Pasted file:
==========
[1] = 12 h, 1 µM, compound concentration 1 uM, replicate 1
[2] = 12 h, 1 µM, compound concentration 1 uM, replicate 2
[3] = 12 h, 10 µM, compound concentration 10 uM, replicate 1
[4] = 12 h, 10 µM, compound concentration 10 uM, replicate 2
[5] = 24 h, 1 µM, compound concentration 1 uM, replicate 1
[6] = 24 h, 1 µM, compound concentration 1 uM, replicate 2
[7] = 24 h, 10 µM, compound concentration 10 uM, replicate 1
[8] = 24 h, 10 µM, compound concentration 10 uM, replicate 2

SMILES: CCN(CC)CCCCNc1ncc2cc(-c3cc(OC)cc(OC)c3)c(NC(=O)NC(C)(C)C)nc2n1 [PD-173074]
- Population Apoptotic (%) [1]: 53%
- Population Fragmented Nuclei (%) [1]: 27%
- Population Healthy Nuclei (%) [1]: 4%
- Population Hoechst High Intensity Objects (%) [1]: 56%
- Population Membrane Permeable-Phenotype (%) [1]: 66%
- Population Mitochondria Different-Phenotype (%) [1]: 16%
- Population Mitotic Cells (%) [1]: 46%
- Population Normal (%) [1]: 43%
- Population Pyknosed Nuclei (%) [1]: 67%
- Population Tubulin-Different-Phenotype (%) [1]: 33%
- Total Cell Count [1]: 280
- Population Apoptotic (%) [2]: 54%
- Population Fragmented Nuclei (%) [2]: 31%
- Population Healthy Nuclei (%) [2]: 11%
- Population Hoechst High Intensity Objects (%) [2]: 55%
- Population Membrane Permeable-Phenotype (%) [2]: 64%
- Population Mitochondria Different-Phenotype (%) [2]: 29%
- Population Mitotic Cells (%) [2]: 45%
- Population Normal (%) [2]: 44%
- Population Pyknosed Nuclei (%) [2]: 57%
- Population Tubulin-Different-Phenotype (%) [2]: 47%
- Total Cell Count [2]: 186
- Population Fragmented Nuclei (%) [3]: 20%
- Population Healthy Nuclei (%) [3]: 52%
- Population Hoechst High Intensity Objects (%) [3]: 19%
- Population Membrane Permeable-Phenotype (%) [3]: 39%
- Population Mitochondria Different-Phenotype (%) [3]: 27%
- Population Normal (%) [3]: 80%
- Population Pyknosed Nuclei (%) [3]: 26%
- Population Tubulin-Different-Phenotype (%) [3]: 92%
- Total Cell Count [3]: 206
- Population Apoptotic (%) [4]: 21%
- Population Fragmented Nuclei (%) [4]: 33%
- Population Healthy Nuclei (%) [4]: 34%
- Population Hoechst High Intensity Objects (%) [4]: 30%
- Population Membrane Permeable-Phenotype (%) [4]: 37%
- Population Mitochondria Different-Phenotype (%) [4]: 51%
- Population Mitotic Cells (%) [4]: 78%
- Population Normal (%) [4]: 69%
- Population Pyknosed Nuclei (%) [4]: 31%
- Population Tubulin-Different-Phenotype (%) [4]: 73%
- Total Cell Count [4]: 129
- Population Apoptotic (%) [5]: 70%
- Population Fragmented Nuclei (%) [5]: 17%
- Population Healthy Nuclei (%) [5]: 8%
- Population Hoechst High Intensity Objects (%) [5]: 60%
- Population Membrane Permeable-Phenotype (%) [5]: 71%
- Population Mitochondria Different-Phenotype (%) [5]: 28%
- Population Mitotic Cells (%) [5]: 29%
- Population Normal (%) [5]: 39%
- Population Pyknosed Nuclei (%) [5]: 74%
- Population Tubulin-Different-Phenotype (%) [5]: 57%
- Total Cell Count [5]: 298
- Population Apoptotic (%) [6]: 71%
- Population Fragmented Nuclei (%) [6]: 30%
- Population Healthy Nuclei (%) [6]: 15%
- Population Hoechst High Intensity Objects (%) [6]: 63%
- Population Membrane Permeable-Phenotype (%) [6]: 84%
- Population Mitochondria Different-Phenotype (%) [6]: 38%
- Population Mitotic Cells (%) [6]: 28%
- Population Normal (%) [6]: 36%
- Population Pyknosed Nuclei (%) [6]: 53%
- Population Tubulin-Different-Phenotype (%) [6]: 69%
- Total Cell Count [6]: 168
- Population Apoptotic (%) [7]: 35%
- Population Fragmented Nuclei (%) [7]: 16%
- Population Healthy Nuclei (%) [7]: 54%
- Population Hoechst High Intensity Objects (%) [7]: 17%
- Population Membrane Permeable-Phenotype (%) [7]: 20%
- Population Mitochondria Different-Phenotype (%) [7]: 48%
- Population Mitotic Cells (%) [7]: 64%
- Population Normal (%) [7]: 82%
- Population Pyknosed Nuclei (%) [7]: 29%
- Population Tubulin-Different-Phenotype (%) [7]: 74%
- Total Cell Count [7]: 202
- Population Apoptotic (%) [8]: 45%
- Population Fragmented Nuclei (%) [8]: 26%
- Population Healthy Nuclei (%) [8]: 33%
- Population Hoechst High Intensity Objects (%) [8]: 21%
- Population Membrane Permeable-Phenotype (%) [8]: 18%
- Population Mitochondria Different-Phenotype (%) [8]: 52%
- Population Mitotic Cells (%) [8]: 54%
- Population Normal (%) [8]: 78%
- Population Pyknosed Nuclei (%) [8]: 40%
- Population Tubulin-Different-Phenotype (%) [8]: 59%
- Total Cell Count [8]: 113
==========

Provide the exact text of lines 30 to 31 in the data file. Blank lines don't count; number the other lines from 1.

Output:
- Population Tubulin-Different-Phenotype (%) [2]: 47%
- Total Cell Count [2]: 186